The pandemic affected nearly every aspect of the way humans socialize — and dating is no exception.
Lianne Tregobov, owner and founder of Camelot Introductions, a Winnipeg-based matchmaking service, has watched the world of dating evolve during her more than two decades in the business: from the proliferation of online chat rooms to the explosion of dating apps.
But change came quickly in the last year-and-a-half, as romantics turned to Tregobov in record numbers, eager to find love amid lockdowns.
"People were panicking, and they didn’t want to be alone, and then when they thought the pandemic was easing up, our phone would ring like mad," she said.
"We had people quarantine for two weeks because they wanted to meet each other. They developed amazing relationships."
Tregobov helps make this happen for singles in their late 20s and older looking for long-term relationships. She recounted the story of an 82-year-old woman who joined Camelot Introductions.
The woman was nervous for her date — her first after becoming windowed from a 60-year marriage — and invited Tregobov over to help her get ready.
"She had the same butterflies that my 28-year-olds have when they’re preparing for a date, and I love that. We mature to a certain extent, but our heart is always vulnerable," she said.
Mary-Jane Springer met her current husband through Camelot Introductions in 2003. At the time, Springer was in her early ‘50s and had established her career as a physician. However, the death of her first husband left her widowed, and after some time, she wanted to explore new connections.
"I had a friend that basically insisted I quit with the silly online stuff and meet with a proper matchmaker," Springer said.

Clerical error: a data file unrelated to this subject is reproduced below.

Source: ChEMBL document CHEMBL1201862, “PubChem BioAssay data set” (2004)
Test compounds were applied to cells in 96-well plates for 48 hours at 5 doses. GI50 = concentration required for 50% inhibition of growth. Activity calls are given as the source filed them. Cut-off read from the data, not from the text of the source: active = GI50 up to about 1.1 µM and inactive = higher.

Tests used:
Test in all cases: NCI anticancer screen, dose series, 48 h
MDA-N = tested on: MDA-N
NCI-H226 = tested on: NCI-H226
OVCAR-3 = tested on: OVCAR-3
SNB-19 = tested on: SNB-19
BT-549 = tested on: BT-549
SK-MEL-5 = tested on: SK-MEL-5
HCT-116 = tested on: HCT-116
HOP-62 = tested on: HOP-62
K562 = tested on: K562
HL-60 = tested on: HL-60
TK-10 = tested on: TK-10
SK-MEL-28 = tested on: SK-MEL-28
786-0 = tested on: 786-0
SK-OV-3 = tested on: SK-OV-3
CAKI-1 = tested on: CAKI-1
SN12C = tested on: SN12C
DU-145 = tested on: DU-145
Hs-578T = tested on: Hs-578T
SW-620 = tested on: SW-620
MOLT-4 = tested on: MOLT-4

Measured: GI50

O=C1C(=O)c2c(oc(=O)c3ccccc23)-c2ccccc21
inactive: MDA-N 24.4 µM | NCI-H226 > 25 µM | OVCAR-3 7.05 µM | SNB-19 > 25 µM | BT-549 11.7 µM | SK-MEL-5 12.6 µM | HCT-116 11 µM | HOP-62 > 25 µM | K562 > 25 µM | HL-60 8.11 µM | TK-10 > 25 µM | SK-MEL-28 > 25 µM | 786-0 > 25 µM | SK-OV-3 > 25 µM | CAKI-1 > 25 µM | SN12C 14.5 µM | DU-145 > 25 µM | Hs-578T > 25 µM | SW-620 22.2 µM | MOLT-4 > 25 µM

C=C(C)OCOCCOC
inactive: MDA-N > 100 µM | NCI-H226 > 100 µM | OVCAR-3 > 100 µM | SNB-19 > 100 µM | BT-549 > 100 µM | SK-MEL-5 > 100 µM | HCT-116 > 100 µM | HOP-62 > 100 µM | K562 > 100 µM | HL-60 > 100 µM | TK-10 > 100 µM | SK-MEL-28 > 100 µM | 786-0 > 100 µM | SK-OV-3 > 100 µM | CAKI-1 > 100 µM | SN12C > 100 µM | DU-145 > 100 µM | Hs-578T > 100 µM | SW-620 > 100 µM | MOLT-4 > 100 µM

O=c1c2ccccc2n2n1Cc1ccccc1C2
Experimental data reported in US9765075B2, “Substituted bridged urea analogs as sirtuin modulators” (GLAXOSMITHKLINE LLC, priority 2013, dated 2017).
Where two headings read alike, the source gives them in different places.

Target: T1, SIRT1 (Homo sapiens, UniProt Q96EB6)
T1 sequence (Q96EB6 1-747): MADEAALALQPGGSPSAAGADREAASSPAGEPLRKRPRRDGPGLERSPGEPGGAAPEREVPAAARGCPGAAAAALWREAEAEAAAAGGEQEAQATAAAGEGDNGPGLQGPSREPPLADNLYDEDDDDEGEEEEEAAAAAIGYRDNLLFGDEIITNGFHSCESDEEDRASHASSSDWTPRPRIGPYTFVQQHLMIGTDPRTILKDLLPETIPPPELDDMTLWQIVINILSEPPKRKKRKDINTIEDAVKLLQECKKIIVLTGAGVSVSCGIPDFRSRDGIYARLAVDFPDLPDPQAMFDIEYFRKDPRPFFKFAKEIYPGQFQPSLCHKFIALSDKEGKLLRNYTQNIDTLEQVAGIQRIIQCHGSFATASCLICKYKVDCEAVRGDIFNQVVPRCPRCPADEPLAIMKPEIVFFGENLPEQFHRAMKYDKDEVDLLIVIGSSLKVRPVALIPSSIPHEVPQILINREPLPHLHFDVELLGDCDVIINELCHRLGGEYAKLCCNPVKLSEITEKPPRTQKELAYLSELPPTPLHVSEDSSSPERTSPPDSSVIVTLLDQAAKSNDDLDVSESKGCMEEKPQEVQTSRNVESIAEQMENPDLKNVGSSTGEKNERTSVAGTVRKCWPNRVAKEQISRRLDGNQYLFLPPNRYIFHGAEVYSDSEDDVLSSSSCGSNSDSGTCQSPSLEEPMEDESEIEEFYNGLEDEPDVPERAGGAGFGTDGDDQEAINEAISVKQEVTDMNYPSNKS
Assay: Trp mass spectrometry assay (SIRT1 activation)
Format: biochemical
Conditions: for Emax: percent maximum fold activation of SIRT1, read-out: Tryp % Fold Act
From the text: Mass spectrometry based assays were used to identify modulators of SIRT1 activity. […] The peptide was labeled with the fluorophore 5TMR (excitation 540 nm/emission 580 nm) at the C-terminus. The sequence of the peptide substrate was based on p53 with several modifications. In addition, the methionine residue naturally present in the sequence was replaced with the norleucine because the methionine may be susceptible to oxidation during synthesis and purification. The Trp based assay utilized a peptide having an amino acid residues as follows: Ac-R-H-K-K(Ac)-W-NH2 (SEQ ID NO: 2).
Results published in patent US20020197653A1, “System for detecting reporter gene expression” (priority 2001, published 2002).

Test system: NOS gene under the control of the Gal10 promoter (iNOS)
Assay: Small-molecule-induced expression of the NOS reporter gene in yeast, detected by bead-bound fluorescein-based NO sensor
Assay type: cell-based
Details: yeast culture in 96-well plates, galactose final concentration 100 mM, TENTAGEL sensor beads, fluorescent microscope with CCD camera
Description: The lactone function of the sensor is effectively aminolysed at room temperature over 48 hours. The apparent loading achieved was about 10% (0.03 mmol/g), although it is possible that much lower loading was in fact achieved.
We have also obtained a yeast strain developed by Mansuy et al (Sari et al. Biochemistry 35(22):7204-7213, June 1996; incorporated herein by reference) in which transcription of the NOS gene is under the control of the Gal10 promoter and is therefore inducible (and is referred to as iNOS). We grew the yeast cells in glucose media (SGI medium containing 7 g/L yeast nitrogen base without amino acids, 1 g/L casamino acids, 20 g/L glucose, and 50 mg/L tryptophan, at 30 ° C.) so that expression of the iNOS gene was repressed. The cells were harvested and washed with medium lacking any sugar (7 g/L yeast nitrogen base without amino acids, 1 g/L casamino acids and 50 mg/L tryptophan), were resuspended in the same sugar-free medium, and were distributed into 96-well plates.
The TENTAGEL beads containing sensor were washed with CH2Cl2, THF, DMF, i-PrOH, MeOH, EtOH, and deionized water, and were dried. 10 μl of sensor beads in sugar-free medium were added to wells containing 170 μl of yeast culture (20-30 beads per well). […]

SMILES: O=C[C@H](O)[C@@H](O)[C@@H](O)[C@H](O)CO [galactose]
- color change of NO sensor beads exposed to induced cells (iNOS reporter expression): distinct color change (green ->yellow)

"She certainly did a fabulous job for us; everything she said and everything she matched was exactly right ... It takes away some of the scariness away from meeting someone who’s somebody you’ve never heard of."
During an initial conversation with a client, Tregobov learns about the individual’s life, goals and personality and then makes her matches off of a mix of hard facts and intuition. Most couples find a good match within three face-to-face meetings, she said.
"That sounds like abracadabra, but it’s not. I’m very particular. I have to have the right people. It has to be the right connection," Tregobov added.
Springer ended up marrying the first hopeful she met in-person through Camelot Introductions, and the pair are still happily partnered.
Since restrictions are slackening and the city is returning to a more recognizable version of itself, Tregobov said singles are ready to get back out there, literally and metaphorically.
"Humans are meant to be coupled, and when you take away regular day-to-day human interaction, and someone is isolated, it’s not healthy."
Months upon months of being cut off from social circles has left some singles with added dating anxiety, Tregobov said. She said she’s seen people needing to drum up more than the usual amount of nerve to meet new people.
"People are feeling like enough is enough. They’re tired of the pandemic and want to carry on with life, and they’re just saying, ‘I want to meet someone, I want to find someone, and I want to do it now.’"
While the pandemic has shaped dating — with some ways being more permanent than others —
Tregobov believes the fundamentals of love will always remain the same for those who are genuinely in search of it.
Go online at www.camelotintroductions.com for more information.
Katlyn Streilein is the reporter/photgrapher for The Metro.